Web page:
Digital Platform and Cities: The cases of Bologna city of food and Lisbon TVDE service.
University of Bologna, Italy
This paper deals with the relation between cities and digital platforms, in the frameworks of Global Value Chains(GVCs) and platform capitalism. After a brief introduction of literature concerning these approaches, the analysis will focus on the contexts of research: Bologna and Lisbon. In both these cities, the shifting toward a touristic economy has been a strategy to boost the urban economy and to improve their competitive position in the global hierarchy and in the spatial division of consumption and labour. The emergence of sharing/gig economy is contributing to shape the social and urban space and, furthermore, to extract value from it. However, globally exist several practices included in what is known as platform cooperativism, whose purpose is reframe concepts like innovation and efficiency and facilitate the active participation of people in the decisional process. The questions are: in which manner digital platforms, such as for example those of food delivery, Airbnb and Uber contribute to transform the urban structure and labour process of i) Bologna, within the framework of the so-called city of food and ii) Lisbon, given the recent “Lei da Uber” (Uber Law)? The former is an interesting case study because of the so-called “Carta dei diritti dei lavoratori digitali in ambito urbano”, which represents a bottom-up (from social movement and Municipal scale) attempt to regulate the food delivery sector. The latter represents a top-down regulation (from the national scale) of TVDE service, that is “Transporte individual e remunerado de passageiros em veículos descaracterizados”(individual and remunerated transport of passengers in uncharacterized vehicles). For both cases some empirical evidence will be used, assisted by current literature on touristification and platform capitalism. The non-standard methodology will be useful to seize the processual dimension of cases study and emphasize ground’s features.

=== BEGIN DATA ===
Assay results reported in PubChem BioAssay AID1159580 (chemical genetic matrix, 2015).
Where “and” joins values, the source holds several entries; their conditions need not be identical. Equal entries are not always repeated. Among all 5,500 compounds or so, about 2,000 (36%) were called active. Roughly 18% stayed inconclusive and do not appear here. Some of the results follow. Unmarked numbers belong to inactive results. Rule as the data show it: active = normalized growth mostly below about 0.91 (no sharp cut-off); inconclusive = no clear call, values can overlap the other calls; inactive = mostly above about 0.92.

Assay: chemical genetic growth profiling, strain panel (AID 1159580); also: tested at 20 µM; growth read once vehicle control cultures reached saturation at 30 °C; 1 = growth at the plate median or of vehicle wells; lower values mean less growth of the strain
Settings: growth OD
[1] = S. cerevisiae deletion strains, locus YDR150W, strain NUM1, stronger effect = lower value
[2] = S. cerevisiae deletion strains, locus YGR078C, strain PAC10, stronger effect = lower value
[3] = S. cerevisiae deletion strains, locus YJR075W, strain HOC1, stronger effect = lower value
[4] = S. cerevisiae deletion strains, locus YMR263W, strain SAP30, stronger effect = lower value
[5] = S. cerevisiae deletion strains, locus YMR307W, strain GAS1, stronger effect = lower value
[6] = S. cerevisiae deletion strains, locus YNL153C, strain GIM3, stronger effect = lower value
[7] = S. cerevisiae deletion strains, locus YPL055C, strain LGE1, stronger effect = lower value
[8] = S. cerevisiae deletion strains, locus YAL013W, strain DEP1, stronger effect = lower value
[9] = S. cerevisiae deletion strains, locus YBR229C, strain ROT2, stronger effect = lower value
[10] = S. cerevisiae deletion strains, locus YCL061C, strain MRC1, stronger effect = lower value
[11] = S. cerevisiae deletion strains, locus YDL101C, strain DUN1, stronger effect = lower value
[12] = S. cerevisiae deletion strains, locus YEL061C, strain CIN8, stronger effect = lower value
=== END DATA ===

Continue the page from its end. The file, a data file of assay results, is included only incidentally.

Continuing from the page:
Keywords: digital platform, gig economy, city of food, platform cooperativism, Uber
Un/safe City. The Gendered Representation Of Safety Technologies
indipendent researcher, Italy
My proposal is to analyse through an intersectional perspective what is the representation that emerged by the use of urban security technologies, stressing the relationship between urban space dynamics and subjects’ positions within it.
The analysis will focus on safety apps for women that are characterized by mapping of the city, from which emerged some unsafe neighbourhoods. Previous researcher showed gender bias and power hierarchies in urban space (Rose, 1983; Massey, 1994; Borghi & Rondinone, 2004), and highlighted the link between fear, gender and security (Valentine, 1989; Pitch2& Ventimiglia, 2001; Koskela, 2002).
According to Foucaldian analysis of power (1971, 1975), the urban space may become a dispositive of control leading to “normalization”, and how the body may become a “bio-politic boundary” (Minca & Bialasewic, 2004) that can be included or excluded [in the space] according to the norms. Indeed security dispositive, like the militarization of streets, the video-surveillance, etc., are security dispositive that do not contest power hierarchies, rather raise material and symbolical boundaries to normalize habits (Petrillo, 2015). In this sense, safety apps for women could be considered an individualized security dispositive? How these apps and their application is changing the urban social relationship and environment? These are the issues that emerge in order to outline the gendered representation of security.